Voter ID laws have been called the modern-era Jim Crow—and evidence keeps piling up to support that notion. A new analysis by the Associated Press reveals that South Carolina’s Voter ID law is hitting precincts with a large amount of black voters the hardest—including some colleges.
More than 200,000 active, registered voters in South Carolina lack satisfactory IDs under the state’s law, which would be a sobering number even without racial inequality. Statewide in South Carolina, 66 percent of voters without proper ID are white and 34 percent are non-white, fairly close to the ratio of all registered voters—70 percent white, 30 percent non-white. But at the precinct level, the numbers tell a different story.
At the historically black Benedict College in Columbia, nearly half of registered voters lack proper ID—and only five of those 1,343 are white. In one precinct at South Carolina State University, more than one-third of voters—800 non-white and 17 white—do not have ID.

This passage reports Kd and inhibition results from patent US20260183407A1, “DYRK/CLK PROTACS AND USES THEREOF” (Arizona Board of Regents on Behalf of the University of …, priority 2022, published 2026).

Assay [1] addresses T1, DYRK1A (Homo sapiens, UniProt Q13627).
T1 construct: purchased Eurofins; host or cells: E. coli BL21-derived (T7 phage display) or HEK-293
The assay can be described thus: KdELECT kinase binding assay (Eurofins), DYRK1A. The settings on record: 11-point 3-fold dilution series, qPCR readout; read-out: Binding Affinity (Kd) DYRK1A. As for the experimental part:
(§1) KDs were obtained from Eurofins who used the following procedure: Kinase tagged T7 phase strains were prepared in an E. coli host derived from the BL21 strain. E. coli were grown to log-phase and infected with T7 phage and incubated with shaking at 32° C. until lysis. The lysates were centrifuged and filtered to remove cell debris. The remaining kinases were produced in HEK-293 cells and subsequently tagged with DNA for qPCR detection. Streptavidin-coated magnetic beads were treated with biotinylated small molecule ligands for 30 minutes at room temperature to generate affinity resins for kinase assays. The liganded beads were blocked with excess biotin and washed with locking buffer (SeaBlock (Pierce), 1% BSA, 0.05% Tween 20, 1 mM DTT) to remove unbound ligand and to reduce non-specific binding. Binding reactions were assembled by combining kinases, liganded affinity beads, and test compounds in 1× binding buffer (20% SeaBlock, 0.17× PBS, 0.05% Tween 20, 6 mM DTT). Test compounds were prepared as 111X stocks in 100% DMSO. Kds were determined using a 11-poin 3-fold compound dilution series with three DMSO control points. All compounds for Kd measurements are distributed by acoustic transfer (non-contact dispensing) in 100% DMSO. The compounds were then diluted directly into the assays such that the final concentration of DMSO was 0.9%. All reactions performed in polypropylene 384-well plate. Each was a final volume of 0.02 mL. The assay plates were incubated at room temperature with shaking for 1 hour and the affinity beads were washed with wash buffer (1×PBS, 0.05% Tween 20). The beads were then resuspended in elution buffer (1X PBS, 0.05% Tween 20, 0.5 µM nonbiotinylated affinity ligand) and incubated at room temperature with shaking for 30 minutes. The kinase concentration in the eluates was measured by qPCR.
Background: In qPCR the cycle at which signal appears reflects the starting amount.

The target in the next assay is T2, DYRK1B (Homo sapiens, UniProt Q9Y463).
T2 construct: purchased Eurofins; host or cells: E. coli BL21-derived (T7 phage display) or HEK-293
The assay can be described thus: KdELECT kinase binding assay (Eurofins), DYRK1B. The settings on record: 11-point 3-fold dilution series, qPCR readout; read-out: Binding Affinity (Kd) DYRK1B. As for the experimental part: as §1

In Richland County, the state’s second-most populous county, over half of impacted voters are non-white. And in the predominately black Orangeburg County, that number is 73 percent.
Overall, the effect on majority-black precincts is disproportionate to the impact on majority-white precincts. And black college students have the demographic deck stacked even higher against them, since Voter ID laws disproportionately affect both minority and student populations.
“This is electoral genocide,” State Democratic Party Chairman Dick Harpootlian told the Associated Press. “This is disenfranchising huge groups of people who don’t have the money to go get an ID card.”